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Migration is Development: Sutherland op-ed on migration and post-2015 development goals

Dilip Ratha's picture

In the run up to the UN High-Level Dialogue on Migration and Development that will take place in October 2013, there is a lot of discussion among migration experts on how migration might feature in the post-2015 development agenda. A foremost spokesperson for the migration community is Peter Sutherland, Chairman of Goldman Sachs International and the London School of Economics, and UN Special Representative for International Migration and Development (and former Director General of the World Trade Organization, EU Commissioner for Competition, and Attorney General of Ireland) has published a very timely, useful and well-written op-ed today, titled "Migration is Development". He writes,

"To succeed, the post-2015 agenda must break the original mold. It must be grounded in a fuller narrative about how development occurs – a narrative that accounts for complex issues such as migration. Otherwise, the global development agenda could lose its relevance, and thus its grip on stakeholders....[M]igration is the original strategy for people seeking to escape poverty, mitigate risk, and build a better life."

"There are an estimated 215 million international migrants today – a number expected to grow to 400 million by 2040 – and another 740 million internal migrants who have moved from rural to urban areas within countries. Each typically supports many family members back home, which also helps to lift entire communities."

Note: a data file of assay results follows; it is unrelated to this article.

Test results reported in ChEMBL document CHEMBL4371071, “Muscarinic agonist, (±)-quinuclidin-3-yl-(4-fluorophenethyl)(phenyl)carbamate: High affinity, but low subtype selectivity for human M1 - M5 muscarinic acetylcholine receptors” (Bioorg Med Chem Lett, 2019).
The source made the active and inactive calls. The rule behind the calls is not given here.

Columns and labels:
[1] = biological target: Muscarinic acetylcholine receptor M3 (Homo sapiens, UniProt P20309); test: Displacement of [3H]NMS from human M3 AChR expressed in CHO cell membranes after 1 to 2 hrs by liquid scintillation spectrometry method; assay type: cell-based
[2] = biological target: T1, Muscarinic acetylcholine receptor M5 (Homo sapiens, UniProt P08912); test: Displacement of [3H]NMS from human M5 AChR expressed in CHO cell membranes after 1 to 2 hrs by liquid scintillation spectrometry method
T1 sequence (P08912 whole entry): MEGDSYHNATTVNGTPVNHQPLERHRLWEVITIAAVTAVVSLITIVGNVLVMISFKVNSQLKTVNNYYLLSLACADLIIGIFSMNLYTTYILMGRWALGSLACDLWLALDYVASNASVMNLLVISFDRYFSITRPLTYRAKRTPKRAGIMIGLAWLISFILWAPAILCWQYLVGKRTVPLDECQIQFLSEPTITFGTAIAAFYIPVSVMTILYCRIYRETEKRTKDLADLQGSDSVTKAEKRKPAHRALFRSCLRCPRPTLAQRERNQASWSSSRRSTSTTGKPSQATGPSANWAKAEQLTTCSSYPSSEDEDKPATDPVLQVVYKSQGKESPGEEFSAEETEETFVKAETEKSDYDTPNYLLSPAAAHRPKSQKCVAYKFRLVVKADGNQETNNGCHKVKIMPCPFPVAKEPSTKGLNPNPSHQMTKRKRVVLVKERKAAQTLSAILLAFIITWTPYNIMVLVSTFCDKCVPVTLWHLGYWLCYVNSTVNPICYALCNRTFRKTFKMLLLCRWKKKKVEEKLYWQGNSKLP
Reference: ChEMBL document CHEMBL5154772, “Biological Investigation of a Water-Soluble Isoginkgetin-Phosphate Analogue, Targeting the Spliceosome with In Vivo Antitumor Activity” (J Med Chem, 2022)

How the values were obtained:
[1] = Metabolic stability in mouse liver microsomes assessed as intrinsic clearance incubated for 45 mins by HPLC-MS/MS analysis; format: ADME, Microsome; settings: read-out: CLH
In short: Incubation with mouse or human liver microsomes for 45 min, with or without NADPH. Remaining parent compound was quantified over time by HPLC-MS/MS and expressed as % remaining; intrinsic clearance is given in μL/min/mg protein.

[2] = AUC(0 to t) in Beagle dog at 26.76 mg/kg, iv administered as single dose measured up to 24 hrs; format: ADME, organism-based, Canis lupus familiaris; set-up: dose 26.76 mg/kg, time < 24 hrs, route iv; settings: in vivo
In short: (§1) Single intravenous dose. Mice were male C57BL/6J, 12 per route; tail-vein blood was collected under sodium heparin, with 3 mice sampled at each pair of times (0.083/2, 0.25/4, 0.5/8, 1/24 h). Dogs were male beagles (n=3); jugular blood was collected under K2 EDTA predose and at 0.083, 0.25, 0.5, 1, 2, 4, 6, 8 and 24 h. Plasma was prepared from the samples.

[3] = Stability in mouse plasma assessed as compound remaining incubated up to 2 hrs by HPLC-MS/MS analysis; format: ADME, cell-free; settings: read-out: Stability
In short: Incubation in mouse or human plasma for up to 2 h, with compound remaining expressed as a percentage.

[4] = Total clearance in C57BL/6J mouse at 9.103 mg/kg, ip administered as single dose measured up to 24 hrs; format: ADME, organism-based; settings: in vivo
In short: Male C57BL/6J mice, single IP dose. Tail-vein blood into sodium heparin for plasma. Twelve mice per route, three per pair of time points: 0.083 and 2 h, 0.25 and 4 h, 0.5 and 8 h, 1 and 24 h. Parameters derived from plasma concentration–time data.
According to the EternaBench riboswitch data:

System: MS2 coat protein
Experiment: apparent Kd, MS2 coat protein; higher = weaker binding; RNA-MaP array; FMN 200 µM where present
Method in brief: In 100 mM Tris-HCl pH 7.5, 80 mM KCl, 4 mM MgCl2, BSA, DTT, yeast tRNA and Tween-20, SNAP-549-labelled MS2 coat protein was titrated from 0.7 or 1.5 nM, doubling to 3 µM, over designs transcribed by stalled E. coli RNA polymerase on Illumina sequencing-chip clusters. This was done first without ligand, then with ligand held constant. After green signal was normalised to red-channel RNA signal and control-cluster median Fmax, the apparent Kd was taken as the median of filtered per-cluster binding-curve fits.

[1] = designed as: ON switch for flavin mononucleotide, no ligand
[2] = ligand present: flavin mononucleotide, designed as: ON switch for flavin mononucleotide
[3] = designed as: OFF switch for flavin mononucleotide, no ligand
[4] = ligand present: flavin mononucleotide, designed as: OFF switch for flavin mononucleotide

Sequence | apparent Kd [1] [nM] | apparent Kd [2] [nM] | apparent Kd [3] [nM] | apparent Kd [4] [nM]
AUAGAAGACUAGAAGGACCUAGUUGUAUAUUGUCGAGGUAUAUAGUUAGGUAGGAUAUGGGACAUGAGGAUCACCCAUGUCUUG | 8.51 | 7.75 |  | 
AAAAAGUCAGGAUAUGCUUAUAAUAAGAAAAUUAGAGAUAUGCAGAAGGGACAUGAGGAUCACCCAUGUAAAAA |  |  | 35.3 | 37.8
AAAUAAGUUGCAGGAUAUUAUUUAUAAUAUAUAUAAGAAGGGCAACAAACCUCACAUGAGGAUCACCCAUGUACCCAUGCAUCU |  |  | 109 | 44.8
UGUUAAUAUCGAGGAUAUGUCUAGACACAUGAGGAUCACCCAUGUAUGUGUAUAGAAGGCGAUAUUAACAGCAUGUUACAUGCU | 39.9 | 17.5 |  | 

"This is not to deny that migration has downsides. But migration is here to stay, and it is growing. There can be no return to a monoethnic past, so successful societies will need to adapt to diversity."

"Fortunately, the type of measurable outcomes that the MDGs have thus far demanded are being developed for migration."
 
"An ideal result would focus attention on the need to reduce the barriers to all kinds of human mobility – both internal and across national borders – by lowering its economic and social costs. Such an agenda includes simple measures, like reducing fees for visas, and more complex reforms, like allowing migrants to switch employers without penalty and increasing the proportion of migrants who enjoy legal protections and labor rights.
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We at the Bank are closely involved with the GFMD (currently chaired by Sweden) and the Global Migration Group in trying to come up with development goals and indicators related to migration and post-2015 developement agenda. The KNOMAD is fully engaged in facilitating this process. This exercise will greatly help define the global agenda on migration and development in the coming decade, and hopefully change public perception of migrants in the North and the South.
 

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